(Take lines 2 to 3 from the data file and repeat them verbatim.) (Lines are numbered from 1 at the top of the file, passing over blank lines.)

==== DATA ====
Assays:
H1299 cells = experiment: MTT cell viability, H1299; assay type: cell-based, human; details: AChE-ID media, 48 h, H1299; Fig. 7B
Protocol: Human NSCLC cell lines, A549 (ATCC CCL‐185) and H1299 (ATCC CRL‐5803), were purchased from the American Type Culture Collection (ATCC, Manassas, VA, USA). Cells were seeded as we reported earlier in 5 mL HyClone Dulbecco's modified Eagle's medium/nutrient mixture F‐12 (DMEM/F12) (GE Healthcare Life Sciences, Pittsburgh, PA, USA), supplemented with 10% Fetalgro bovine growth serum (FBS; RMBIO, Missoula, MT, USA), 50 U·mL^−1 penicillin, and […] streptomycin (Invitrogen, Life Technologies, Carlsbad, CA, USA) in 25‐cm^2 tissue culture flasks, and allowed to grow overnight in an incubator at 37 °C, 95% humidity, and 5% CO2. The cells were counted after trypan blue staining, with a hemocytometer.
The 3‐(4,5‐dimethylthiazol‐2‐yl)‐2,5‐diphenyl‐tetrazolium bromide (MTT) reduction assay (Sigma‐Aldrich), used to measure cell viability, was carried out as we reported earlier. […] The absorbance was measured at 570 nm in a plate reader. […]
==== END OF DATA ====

H1299 cells = experiment: MTT cell viability, H1299; assay type: cell-based, human; details: AChE-ID media, 48 h, H1299; Fig. 7B
Protocol: Human NSCLC cell lines, A549 (ATCC CCL‐185) and H1299 (ATCC CRL‐5803), were purchased from the American Type Culture Collection (ATCC, Manassas, VA, USA). Cells were seeded as we reported earlier in 5 mL HyClone Dulbecco's modified Eagle's medium/nutrient mixture F‐12 (DMEM/F12) (GE Healthcare Life Sciences, Pittsburgh, PA, USA), supplemented with 10% Fetalgro bovine growth serum (FBS; RMBIO, Missoula, MT, USA), 50 U·mL^−1 penicillin, and […] streptomycin (Invitrogen, Life Technologies, Carlsbad, CA, USA) in 25‐cm^2 tissue culture flasks, and allowed to grow overnight in an incubator at 37 °C, 95% humidity, and 5% CO2. The cells were counted after trypan blue staining, with a hemocytometer.